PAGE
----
10. Three aspects of waiting during Advent.  First, during Advent we join the people of the past as they waited for Israel's deliverance and redemption. • Our struggle to follow God's will sends us back to the past, especially to the Scriptures, to see how others searched for and found God. • Second, as we wait we acknowledge God's presence in our lives (Emmanuel, meaning "God-with-us"). • We attempt to identify how God comes into our daily activities.  • Third, during Advent we wait for Jesus' future coming in glory at the end of time. • We live in the "already but not yet." Jesus has already come once in history and He continues to be present in our lives every day but He has not yet arrived in glory. • Christians have been waiting for the Return of Jesus for 2,000 years.

  11. There are lots of wait-ers in Scripture • Adam waits for the Lord God to give him a partner.  • Sarah and Abraham wait a l-o-n-g time to have a son.  • The Hebrews cry out to God in their suffering and oppression and then they wait for God to raise up Moses and rescue them.  • The Israelites wander in the wilderness of the Sinai, waiting for forty years to pass so they can enter the Promised Land.  • Israel impatiently waits for a king to be chosen who will lead them and bring them security and peace.  • Israel waits in a forsaken land until that day when they can finally return home after a generation away in Exile.  • Israel waits for centuries for a Messiah who will restore the nation and establish peace and justice in the land. • The Messiah, Jesus waits in the Garden of Gethsemane for the will of God to be accomplished through him.

  12. In Psalm 130 we hear these words “My soul waits for the Lord, more than watchmen for the morning.  O Israel, wait for the Lord, for with the Lord there is mercy; with him there is plenteous redemption and he shall redeem Israel from their sins.”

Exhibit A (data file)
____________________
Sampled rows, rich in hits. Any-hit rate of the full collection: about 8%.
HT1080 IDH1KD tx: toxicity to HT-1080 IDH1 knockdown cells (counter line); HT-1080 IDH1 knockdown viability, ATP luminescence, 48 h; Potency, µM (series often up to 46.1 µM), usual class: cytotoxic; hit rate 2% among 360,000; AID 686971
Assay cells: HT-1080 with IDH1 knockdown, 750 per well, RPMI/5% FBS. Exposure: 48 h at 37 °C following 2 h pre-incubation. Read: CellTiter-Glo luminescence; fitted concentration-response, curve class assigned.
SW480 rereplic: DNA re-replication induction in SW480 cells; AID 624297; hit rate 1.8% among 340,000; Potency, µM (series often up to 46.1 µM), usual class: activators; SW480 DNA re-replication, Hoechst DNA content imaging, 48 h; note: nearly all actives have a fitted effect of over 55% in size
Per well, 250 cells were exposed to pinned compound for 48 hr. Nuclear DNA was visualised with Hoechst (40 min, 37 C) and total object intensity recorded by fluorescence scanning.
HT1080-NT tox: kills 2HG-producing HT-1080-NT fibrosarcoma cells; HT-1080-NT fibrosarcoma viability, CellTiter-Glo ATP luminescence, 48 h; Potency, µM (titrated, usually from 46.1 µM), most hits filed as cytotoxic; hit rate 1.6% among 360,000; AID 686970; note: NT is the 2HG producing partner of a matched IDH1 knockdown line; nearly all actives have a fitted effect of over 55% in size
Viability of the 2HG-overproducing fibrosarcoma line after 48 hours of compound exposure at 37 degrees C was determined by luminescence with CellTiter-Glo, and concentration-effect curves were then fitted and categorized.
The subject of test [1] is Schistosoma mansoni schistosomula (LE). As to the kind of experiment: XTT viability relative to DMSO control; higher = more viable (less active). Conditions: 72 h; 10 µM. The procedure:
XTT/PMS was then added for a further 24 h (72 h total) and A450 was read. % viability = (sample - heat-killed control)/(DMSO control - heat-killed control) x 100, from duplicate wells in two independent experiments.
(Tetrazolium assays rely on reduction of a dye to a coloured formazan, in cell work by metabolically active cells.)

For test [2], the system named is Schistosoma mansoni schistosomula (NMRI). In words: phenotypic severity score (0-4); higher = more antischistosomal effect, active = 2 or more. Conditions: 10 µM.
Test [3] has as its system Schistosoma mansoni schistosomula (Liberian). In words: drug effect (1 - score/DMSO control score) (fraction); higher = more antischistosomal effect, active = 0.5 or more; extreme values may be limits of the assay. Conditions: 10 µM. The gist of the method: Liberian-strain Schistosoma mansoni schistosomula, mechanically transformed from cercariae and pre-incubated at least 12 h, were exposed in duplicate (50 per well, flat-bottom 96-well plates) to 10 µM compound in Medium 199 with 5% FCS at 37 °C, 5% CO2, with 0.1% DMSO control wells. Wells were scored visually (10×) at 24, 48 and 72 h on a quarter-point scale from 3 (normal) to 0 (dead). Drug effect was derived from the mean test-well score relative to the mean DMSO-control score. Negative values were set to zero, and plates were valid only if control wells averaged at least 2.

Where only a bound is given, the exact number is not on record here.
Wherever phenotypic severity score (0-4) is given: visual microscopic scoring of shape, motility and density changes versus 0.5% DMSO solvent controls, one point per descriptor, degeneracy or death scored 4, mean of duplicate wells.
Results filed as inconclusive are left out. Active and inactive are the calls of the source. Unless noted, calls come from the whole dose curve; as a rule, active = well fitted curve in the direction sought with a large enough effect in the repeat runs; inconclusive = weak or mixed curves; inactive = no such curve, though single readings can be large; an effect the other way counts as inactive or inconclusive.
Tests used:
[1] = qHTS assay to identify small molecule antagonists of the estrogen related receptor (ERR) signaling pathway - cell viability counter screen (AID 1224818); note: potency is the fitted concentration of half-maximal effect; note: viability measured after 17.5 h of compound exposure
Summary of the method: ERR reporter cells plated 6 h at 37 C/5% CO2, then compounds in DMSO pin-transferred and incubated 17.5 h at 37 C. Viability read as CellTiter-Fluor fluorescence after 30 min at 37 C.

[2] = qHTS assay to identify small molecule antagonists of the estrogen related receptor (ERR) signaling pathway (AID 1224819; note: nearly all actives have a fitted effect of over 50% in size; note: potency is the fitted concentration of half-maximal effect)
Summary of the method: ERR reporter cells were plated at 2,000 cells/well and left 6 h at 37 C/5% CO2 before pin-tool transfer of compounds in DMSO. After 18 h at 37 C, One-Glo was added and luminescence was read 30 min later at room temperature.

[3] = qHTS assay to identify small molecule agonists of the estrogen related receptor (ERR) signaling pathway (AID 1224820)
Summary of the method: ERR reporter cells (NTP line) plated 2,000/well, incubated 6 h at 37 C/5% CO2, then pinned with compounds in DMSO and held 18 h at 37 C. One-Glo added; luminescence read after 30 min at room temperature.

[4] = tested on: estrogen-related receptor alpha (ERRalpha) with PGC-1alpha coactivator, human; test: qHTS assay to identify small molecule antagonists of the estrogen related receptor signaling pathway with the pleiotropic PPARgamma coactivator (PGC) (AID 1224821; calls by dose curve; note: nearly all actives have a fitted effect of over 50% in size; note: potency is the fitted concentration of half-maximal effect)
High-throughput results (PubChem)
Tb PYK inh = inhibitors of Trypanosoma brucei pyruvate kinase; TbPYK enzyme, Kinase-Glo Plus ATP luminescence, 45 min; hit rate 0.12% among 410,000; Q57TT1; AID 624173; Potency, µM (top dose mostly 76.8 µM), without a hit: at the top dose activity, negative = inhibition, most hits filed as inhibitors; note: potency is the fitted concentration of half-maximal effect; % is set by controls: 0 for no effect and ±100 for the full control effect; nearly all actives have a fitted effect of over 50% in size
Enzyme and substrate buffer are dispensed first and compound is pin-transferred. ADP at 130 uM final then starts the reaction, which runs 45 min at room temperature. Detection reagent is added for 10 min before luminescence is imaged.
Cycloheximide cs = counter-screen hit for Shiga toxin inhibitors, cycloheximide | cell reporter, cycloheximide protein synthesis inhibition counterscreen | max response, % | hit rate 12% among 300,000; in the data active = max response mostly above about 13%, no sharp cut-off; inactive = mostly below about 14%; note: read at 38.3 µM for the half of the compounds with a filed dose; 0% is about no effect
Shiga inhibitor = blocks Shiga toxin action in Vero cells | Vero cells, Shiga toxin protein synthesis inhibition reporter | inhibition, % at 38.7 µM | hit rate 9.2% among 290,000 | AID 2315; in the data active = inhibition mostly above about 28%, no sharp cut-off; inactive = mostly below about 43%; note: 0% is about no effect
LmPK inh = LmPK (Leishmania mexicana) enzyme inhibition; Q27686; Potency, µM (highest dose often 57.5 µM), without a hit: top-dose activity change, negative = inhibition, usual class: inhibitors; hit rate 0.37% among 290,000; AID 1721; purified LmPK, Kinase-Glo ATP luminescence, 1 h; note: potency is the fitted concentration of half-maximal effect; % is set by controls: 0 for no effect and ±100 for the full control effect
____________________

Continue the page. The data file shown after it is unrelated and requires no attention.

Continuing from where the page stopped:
13. “Waiting for the Lord” is filled with expectation and hope and great anticipation ... for with the Lord’s coming, there is mercy; with the Lord’s coming there is redemption; with the Lord’s coming there is forgiveness.  Mercy, redemption, and forgiveness ... are stupendous things, great and precious gifts ... for which the wait is ... truly worth it.

  14. Isaiah 40 alerts us to the hopeful side of waiting “those who wait for the Lord shall renew their strength, they shall mount up with wings like eagles, they shall run and not be weary, they shall walk and not faint.”  Waiting is not intended to be exhausting, where our strength is depleted, but waiting can be empowering, as we are renewed and re-created.  Waiting is not to be wearisome, but a time when burdens are thrown off so we can run unimpeded. Waiting is not to be “done in” to the point of passing out, but energizing, uplifting, being awake and alert.  Waiting is to be bursting with hope and anticipation.

  15. We wait in joyful hope for the coming of our Lord and savior Jesus Christ! We know that all creation is groaning in labor pains even until now; and not only that, but we ourselves, who have the firstfruits of the Spirit, we also groan within ourselves as we wait for adoption, the redemption of our bodies. For in hope we were saved. Now hope that sees for itself is not hope. For who hopes for what one sees? But if we hope for what we do not see, we wait with endurance. (Romans 8:22-25)

  16. Waiting is really nothing more than trusting in the Lord Trusting that the Lord is Good.  Remembering amidst all the hustle and bustle of the season, that God is faithful and gracious and merciful.  Believing with our hearts that the Jesus is coming, just as God has promised.  Recognizing that waiting really isn’t so bad.  Let us “wait for the Lord,” entrusting our lives to God.  Let us wait expectantly, eagerly and hopefully, like little children waiting anxiously for Christmas morning to finally arrive.